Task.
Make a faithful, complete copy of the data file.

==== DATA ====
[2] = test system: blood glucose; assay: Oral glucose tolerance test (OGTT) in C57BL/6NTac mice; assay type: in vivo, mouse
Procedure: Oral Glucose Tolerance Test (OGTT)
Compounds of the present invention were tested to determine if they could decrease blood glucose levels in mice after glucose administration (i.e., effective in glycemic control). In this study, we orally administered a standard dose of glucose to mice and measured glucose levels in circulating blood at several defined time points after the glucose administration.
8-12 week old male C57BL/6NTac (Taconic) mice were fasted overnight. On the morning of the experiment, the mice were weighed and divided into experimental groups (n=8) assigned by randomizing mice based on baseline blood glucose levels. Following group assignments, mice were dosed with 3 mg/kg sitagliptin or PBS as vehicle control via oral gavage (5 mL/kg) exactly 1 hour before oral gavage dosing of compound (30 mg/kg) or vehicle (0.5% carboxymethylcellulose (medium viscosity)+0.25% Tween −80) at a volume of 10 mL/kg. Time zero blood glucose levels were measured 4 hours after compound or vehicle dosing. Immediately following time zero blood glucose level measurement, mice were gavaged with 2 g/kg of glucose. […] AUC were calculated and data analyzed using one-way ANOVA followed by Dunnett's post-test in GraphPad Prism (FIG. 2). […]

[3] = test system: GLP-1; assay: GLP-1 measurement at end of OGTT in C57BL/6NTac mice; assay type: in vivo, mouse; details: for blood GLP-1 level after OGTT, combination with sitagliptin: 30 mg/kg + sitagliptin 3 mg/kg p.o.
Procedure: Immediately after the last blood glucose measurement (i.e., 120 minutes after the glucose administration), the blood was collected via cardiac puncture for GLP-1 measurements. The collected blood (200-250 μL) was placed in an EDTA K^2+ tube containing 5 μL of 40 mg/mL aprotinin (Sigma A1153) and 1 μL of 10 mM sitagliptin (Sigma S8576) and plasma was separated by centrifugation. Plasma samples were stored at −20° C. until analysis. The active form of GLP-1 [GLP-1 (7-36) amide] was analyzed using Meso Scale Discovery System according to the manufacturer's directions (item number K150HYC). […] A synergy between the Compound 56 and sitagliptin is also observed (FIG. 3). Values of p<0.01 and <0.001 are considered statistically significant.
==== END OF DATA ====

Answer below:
[2] = test system: blood glucose; assay: Oral glucose tolerance test (OGTT) in C57BL/6NTac mice; assay type: in vivo, mouse
Procedure: Oral Glucose Tolerance Test (OGTT)
Compounds of the present invention were tested to determine if they could decrease blood glucose levels in mice after glucose administration (i.e., effective in glycemic control). In this study, we orally administered a standard dose of glucose to mice and measured glucose levels in circulating blood at several defined time points after the glucose administration.
8-12 week old male C57BL/6NTac (Taconic) mice were fasted overnight. On the morning of the experiment, the mice were weighed and divided into experimental groups (n=8) assigned by randomizing mice based on baseline blood glucose levels. Following group assignments, mice were dosed with 3 mg/kg sitagliptin or PBS as vehicle control via oral gavage (5 mL/kg) exactly 1 hour before oral gavage dosing of compound (30 mg/kg) or vehicle (0.5% carboxymethylcellulose (medium viscosity)+0.25% Tween −80) at a volume of 10 mL/kg. Time zero blood glucose levels were measured 4 hours after compound or vehicle dosing. Immediately following time zero blood glucose level measurement, mice were gavaged with 2 g/kg of glucose. […] AUC were calculated and data analyzed using one-way ANOVA followed by Dunnett's post-test in GraphPad Prism (FIG. 2). […]

[3] = test system: GLP-1; assay: GLP-1 measurement at end of OGTT in C57BL/6NTac mice; assay type: in vivo, mouse; details: for blood GLP-1 level after OGTT, combination with sitagliptin: 30 mg/kg + sitagliptin 3 mg/kg p.o.
Procedure: Immediately after the last blood glucose measurement (i.e., 120 minutes after the glucose administration), the blood was collected via cardiac puncture for GLP-1 measurements. The collected blood (200-250 μL) was placed in an EDTA K^2+ tube containing 5 μL of 40 mg/mL aprotinin (Sigma A1153) and 1 μL of 10 mM sitagliptin (Sigma S8576) and plasma was separated by centrifugation. Plasma samples were stored at −20° C. until analysis. The active form of GLP-1 [GLP-1 (7-36) amide] was analyzed using Meso Scale Discovery System according to the manufacturer's directions (item number K150HYC). […] A synergy between the Compound 56 and sitagliptin is also observed (FIG. 3). Values of p<0.01 and <0.001 are considered statistically significant.